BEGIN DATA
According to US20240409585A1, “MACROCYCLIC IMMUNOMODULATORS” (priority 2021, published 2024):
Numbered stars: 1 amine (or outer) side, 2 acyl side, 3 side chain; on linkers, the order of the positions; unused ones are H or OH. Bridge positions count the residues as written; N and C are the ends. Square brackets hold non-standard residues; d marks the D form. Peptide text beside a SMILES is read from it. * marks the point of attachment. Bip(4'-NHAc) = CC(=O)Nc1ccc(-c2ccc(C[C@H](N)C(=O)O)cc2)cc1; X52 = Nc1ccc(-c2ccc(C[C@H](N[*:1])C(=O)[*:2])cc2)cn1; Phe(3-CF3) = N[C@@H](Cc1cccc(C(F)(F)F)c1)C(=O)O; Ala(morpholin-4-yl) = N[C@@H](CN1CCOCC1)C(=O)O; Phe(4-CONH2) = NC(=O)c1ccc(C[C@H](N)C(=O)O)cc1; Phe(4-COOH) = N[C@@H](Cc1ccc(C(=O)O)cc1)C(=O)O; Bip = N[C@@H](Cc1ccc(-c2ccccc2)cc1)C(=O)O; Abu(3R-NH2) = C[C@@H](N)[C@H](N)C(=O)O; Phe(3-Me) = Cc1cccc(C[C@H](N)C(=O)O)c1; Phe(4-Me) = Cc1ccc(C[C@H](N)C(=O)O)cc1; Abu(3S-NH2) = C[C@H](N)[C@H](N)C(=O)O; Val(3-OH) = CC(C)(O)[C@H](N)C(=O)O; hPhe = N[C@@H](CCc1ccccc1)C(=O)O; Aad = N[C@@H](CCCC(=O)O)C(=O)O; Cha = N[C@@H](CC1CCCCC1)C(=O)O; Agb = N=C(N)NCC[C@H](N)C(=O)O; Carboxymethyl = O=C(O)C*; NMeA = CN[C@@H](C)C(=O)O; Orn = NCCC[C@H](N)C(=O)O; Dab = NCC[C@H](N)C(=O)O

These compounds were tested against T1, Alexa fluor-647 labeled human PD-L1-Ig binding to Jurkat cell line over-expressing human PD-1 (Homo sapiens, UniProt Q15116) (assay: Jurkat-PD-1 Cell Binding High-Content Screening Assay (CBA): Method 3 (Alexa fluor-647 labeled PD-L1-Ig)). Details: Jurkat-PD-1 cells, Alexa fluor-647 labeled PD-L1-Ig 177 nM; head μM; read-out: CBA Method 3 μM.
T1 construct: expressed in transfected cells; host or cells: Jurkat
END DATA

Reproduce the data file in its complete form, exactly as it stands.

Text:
According to US20240409585A1, “MACROCYCLIC IMMUNOMODULATORS” (priority 2021, published 2024):
Numbered stars: 1 amine (or outer) side, 2 acyl side, 3 side chain; on linkers, the order of the positions; unused ones are H or OH. Bridge positions count the residues as written; N and C are the ends. Square brackets hold non-standard residues; d marks the D form. Peptide text beside a SMILES is read from it. * marks the point of attachment. Bip(4'-NHAc) = CC(=O)Nc1ccc(-c2ccc(C[C@H](N)C(=O)O)cc2)cc1; X52 = Nc1ccc(-c2ccc(C[C@H](N[*:1])C(=O)[*:2])cc2)cn1; Phe(3-CF3) = N[C@@H](Cc1cccc(C(F)(F)F)c1)C(=O)O; Ala(morpholin-4-yl) = N[C@@H](CN1CCOCC1)C(=O)O; Phe(4-CONH2) = NC(=O)c1ccc(C[C@H](N)C(=O)O)cc1; Phe(4-COOH) = N[C@@H](Cc1ccc(C(=O)O)cc1)C(=O)O; Bip = N[C@@H](Cc1ccc(-c2ccccc2)cc1)C(=O)O; Abu(3R-NH2) = C[C@@H](N)[C@H](N)C(=O)O; Phe(3-Me) = Cc1cccc(C[C@H](N)C(=O)O)c1; Phe(4-Me) = Cc1ccc(C[C@H](N)C(=O)O)cc1; Abu(3S-NH2) = C[C@H](N)[C@H](N)C(=O)O; Val(3-OH) = CC(C)(O)[C@H](N)C(=O)O; hPhe = N[C@@H](CCc1ccccc1)C(=O)O; Aad = N[C@@H](CCCC(=O)O)C(=O)O; Cha = N[C@@H](CC1CCCCC1)C(=O)O; Agb = N=C(N)NCC[C@H](N)C(=O)O; Carboxymethyl = O=C(O)C*; NMeA = CN[C@@H](C)C(=O)O; Orn = NCCC[C@H](N)C(=O)O; Dab = NCC[C@H](N)C(=O)O

These compounds were tested against T1, Alexa fluor-647 labeled human PD-L1-Ig binding to Jurkat cell line over-expressing human PD-1 (Homo sapiens, UniProt Q15116) (assay: Jurkat-PD-1 Cell Binding High-Content Screening Assay (CBA): Method 3 (Alexa fluor-647 labeled PD-L1-Ig)). Details: Jurkat-PD-1 cells, Alexa fluor-647 labeled PD-L1-Ig 177 nM; head μM; read-out: CBA Method 3 μM.
T1 construct: expressed in transfected cells; host or cells: Jurkat